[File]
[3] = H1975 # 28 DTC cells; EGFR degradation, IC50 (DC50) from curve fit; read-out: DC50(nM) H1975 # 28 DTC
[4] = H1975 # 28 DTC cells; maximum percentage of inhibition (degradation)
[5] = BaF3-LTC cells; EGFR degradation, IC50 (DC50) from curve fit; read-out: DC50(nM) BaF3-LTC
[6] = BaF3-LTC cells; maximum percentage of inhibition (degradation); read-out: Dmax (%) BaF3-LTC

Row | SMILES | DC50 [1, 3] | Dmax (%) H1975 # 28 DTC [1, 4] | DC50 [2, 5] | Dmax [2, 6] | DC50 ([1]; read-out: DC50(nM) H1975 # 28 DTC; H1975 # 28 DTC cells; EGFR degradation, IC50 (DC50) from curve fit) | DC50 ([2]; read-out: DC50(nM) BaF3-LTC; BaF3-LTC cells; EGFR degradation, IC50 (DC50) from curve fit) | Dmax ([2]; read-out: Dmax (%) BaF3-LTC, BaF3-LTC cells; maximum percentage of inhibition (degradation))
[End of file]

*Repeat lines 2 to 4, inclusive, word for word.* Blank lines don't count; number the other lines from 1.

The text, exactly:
[4] = H1975 # 28 DTC cells; maximum percentage of inhibition (degradation)
[5] = BaF3-LTC cells; EGFR degradation, IC50 (DC50) from curve fit; read-out: DC50(nM) BaF3-LTC
[6] = BaF3-LTC cells; maximum percentage of inhibition (degradation); read-out: Dmax (%) BaF3-LTC